Basic financial learning curves are best learnt early in life, they will benefit you in your youth as well as in the future. Managing debt is one such important learning curve and a credit card is a transactional tool through which this experience can be gained. The sooner you teach your children to be disciplined in handling a credit card, such as paying back debt and controlling the associated interest and fees, the better.
This can be taught by allowing your children to take on small and manageable forms of debt, while never permitting them to take on more than they can afford to pay off.
Your child will have to be 18 years old and needs to provide proof of income in order to apply for a credit card. The bank will conduct a disposable income assessment on the applicant’s financial profile and credit will be made available in line with what they should be able to repay.
Past credit usage, including adherence to the repayment terms is also taken into account during this process if this info is available.
You should make it clear to your child that the contract they sign is a legal document that will also include an agreement to make repayments by certain dates. One of the most important things when deciding to apply for a credit card is to ensure the capability of making the repayments and failing to meet the monthly minimum repayment by the due date, will impact their credit score and consequently impede approval of future credit applications.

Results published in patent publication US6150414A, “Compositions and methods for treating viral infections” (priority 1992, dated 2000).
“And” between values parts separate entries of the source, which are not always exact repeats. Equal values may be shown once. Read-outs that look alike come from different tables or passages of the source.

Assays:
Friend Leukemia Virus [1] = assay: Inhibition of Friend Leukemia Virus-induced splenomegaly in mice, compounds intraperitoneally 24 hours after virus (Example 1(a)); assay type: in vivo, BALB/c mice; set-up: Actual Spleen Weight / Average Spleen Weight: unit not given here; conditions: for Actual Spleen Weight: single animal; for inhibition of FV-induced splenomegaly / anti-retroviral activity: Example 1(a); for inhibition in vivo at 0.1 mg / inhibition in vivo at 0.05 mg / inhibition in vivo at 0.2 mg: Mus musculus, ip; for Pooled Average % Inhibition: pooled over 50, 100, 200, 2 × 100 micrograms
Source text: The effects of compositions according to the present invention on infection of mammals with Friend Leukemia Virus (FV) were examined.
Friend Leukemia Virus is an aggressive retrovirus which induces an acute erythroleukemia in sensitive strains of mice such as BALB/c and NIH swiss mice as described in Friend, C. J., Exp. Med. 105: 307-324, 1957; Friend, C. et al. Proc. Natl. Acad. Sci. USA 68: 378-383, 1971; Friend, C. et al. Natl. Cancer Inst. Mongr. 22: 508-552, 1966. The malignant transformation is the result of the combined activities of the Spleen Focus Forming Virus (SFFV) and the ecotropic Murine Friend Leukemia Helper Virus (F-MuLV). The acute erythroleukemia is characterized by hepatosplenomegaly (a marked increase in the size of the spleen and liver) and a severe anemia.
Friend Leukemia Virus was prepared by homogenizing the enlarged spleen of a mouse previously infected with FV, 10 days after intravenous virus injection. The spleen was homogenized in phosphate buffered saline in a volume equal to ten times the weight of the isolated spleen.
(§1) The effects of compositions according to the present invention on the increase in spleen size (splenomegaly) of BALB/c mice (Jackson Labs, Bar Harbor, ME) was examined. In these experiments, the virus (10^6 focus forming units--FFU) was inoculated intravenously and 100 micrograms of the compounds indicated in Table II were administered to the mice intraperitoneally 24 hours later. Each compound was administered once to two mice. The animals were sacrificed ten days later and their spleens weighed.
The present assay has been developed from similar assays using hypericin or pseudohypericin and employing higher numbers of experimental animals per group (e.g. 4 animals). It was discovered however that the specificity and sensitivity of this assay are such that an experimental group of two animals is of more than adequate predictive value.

Once your child has their credit card, make sure that they become familiar with the following:
Building a credit score
Ideally, credit card payments should be made in full every month or exceed the monthly minimum repayment. It is important to start educating your child to be familiar with financial behaviour that will build a positive credit record.
In addition to keeping proof of payments, they must check their credit records at all credit bureaus to ensure that their information is correct. They must also ensure that bills they receive from the bank are in their name. It’s worth reminding that you’re entitled to one free credit report per year.
Interest free repayment period
Most banks offer an interest free repayment period of about 55 days on credit cards. This allows account holders to pay their accounts in full on a monthly basis, so that they do not have to incur interest. Beyond that period interest on a credit card accumulates on the daily outstanding balance on the account.
Growing financial needs
You are constantly changing and growing and your finances need to align with this growth. As careers take off and incomes increase, you might want to start considering a credit card account that offers airport lounge access, rewards and other travel benefits, or even one with value-adds that are unavailable on an entry level bank account. Other accounts they may need include a home or car loan, savings and sound investment accounts.
Be safe and advise your child to set limits even lower than what they can afford. It is also important to avoid emotional shopping and living above their means as this is key to managing credit effectively.